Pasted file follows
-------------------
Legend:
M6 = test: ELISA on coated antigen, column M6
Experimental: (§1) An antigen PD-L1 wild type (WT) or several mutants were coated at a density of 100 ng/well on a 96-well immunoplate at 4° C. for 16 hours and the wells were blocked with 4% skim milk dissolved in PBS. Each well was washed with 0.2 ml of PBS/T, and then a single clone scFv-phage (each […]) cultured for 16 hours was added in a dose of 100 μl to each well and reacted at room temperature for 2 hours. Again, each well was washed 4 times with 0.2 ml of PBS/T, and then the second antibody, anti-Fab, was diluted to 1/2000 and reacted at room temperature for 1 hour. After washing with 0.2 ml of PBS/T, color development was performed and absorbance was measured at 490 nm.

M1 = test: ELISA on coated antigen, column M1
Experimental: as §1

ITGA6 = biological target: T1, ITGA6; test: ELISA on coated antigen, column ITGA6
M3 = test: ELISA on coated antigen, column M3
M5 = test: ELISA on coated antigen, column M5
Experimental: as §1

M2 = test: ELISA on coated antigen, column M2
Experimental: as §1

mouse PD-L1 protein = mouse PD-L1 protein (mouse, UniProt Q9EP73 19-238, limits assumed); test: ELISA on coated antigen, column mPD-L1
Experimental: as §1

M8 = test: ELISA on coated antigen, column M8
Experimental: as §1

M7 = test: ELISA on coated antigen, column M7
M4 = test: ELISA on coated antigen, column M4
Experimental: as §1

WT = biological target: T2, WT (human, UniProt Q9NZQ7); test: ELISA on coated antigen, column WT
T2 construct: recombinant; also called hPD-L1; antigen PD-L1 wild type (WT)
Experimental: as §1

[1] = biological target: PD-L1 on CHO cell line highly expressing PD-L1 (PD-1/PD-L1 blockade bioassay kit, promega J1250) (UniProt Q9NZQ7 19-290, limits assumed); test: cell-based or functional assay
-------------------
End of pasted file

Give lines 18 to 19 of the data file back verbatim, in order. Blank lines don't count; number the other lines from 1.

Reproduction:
Experimental: as §1

WT = biological target: T2, WT (human, UniProt Q9NZQ7); test: ELISA on coated antigen, column WT